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Re: GPLv3 comedy unfolding -- "GPL advocates urged <strikethrough>told<

From: Alexander Terekhov
Subject: Re: GPLv3 comedy unfolding -- "GPL advocates urged <strikethrough>told</strikethrough> to pay for love"
Date: Fri, 23 Mar 2007 14:51:01 +0100

A seminar to explain the nuances of GPLv3, alas, postponed.

GPL advocates urged <strikethrough>told</strikethrough> to pay for love
By Dan Goodin in San Francisco ? More by this author

22 Feb 2007 02:14

Freedom is just another word for $7,000

The folks looking after the general public license (GPL) are fond of
portraying themselves as the humble shepherds of the free and open
source software movement. Their job, among other things, is to provide
an open and transparent means for protecting the freedom to review,
copy, tinker with and redistribute code.

So fervent is their love of freedom and all that is free they dubbed one
of their organizations The Software Freedom Law Center and the other The
Free Software Foundation.

So it came as a surprise to learn that the SFLC - the enforcement arm of
the GPL - plans to offer a private and pricey seminar designed to give a
small group of handpicked legal eagles a head start in untangling the
confusion that is sure to result from the first revision to the GPL in
more than 15 years. The price for the two-day event: $7,000.

An email advertising the invitation-only seminar promises it will
provide a "carefully-selected" group of attorneys with "exclusive
insight" into the final wording of GPLv3, its interpretation and "the
likely enforcement strategy of" of the Free Software Foundation and
other FOSS rights holders.

Media representatives for the SFLC and the FSF declined to comment
except to say that the event, originally scheduled for the end of this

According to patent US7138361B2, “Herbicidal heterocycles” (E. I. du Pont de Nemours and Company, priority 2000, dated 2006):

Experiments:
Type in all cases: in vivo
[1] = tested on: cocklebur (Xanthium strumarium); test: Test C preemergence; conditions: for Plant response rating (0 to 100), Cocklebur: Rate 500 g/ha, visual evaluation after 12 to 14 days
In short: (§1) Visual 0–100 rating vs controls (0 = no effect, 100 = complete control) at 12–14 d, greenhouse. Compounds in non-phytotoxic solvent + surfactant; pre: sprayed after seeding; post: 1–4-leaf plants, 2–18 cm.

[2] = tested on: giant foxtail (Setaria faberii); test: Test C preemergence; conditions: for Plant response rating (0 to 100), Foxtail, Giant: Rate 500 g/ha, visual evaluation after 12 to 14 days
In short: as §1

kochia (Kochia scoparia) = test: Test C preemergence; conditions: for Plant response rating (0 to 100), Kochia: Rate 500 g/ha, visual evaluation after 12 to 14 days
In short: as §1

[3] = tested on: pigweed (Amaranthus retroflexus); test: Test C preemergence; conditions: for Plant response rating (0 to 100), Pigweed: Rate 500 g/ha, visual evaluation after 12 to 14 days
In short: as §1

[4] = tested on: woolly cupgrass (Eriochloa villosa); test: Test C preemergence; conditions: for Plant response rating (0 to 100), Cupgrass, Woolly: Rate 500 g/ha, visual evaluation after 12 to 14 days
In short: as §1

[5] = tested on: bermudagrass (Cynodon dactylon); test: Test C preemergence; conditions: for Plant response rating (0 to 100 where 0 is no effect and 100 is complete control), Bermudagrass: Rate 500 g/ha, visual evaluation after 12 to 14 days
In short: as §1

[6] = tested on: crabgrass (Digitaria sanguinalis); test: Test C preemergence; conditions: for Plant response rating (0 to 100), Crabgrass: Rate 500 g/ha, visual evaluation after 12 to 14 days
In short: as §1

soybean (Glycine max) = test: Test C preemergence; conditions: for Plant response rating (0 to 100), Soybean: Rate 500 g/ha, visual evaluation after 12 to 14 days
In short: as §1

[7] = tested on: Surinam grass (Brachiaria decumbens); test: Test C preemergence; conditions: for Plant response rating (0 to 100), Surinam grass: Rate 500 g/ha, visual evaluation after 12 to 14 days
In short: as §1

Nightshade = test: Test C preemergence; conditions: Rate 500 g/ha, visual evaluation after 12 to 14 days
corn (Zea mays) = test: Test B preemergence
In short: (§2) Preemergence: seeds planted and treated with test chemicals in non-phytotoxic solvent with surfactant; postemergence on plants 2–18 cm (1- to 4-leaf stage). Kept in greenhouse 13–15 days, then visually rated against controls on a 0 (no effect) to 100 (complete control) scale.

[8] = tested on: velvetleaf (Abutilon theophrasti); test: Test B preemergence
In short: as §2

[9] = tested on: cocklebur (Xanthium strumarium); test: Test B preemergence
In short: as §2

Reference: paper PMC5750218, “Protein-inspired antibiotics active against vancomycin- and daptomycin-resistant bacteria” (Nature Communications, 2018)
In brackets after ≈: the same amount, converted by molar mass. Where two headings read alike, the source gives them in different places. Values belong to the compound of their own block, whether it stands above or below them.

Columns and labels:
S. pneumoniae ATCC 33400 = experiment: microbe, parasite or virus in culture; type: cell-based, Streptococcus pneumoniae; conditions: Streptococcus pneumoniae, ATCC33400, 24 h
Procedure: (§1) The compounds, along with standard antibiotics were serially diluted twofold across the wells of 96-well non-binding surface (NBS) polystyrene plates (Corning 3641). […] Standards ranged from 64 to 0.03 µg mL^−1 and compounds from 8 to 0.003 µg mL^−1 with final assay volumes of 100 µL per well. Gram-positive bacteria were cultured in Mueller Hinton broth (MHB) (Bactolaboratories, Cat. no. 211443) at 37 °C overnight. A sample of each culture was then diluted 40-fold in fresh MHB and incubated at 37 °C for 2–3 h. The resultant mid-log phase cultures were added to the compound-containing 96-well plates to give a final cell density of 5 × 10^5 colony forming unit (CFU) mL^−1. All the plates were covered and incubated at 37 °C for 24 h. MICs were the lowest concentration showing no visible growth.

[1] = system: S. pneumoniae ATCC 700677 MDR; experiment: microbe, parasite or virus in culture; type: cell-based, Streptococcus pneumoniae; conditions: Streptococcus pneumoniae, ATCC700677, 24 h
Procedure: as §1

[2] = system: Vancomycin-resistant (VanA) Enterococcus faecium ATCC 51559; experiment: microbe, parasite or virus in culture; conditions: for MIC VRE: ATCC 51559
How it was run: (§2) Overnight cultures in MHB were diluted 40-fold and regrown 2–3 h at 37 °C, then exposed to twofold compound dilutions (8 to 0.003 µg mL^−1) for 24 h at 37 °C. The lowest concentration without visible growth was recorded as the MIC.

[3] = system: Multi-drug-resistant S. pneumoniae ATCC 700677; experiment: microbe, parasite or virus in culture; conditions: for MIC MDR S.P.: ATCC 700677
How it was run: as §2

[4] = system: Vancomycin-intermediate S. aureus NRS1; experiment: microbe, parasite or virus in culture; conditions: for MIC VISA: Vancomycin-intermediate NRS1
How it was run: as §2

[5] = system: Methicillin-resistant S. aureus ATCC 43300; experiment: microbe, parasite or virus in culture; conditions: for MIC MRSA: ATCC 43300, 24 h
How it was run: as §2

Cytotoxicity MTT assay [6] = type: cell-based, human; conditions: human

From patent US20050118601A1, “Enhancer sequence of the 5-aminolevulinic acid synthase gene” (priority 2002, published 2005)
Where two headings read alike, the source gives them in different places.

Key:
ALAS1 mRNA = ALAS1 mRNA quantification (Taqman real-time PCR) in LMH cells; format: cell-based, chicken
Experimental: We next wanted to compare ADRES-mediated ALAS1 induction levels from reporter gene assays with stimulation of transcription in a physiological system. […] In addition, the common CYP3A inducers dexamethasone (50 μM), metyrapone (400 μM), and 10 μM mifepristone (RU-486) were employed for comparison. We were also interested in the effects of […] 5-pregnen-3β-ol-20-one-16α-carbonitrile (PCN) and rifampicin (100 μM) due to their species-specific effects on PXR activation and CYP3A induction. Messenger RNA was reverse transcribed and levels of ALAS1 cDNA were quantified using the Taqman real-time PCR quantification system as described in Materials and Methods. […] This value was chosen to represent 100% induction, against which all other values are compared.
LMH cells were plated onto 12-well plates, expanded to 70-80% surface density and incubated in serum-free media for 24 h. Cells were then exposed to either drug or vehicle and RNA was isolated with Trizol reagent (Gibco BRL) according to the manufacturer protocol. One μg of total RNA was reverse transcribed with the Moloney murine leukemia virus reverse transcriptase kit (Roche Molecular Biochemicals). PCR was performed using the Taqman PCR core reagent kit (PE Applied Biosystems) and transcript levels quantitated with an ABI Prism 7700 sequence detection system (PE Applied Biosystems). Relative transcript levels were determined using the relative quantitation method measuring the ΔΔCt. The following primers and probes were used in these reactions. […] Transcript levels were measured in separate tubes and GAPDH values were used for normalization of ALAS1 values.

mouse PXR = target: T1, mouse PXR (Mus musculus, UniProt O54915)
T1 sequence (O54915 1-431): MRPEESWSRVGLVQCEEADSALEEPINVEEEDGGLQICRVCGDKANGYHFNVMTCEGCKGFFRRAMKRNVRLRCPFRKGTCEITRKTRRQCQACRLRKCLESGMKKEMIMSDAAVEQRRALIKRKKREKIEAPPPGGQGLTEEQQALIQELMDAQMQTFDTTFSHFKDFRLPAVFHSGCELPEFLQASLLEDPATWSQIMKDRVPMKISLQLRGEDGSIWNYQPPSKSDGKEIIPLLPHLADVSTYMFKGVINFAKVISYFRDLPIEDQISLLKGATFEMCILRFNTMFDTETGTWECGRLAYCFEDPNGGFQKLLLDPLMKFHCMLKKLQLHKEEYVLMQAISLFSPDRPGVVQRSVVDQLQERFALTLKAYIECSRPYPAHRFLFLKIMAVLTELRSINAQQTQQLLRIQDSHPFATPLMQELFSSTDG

month, has been postponed to an as-yet undetermined date. (This means
your reporter is relying on his informed readers for details about this
and other covert activities of the FSF or SFLC. Send your email here
[] - confidentiality
assured, free of charge.)

Like plenty of interests in the FOSS community, the FSF and the SFLC
have encountered their share of critics over the years. True to form,
the detractors wasted no time in mixing metaphors designed to show
what's wrong with the groups' hosting of an event as costly and
secretive as this one.

"If it were a political invitation-only event, I would say people are
buying themselves into the Lincoln Bedroom, especially if they're trying
to keep it hush-hush," said Michael Graham, an intellectual property
attorney who has taken issue with some of the changes the FSF is
proposing for version 3 of the GPL. Attendees "are going to get from the
horse's mouth what the horse is going to do to enforce this new code."

Most other FOSS curmudgeons declined to grumble on the record, insisting
that their comments would only increase the chances that their clients
would be targeted by the FSF and SFLC. With the veil of anonymity,
however, they suggested the $7,000 price tag - about five times the
going rate of other legal seminars - amounted to little more than
protection money.

Large companies professing their love for open source in public will
want to go ahead and send a few lawyers to this conference for
educational, political and back-rubbing due diligence.

Greg Aharonian, whose best work has always been exposing the more absurd
extremes of intellectual property law, was the only other individual we
found willing to have his name attached to his rant. "Go rent Goodfellas
and use some of that language to describe it," he said.

To be fair, the aspirations of FSF and the SFLC far outstrip their
means. Their combined revenue for the most recent years they filed tax
returns was a little less than $2.5m, which isn't a lot when you're
fighting for truth and justice in the world of FOSS.

But even if the seminar merely amounts to an attempt by two worthy
groups to fund their activities, there's another reason to question the
fund raiser. The whole point of contract law is to draft documents with
little or no ambiguity in them. Charging $7,000 to explain the finer
points of a license you've spent years bringing to fruition isn't the
best way to convince a skeptical public you are the most competent of
stewards. Or the most freedom loving.®


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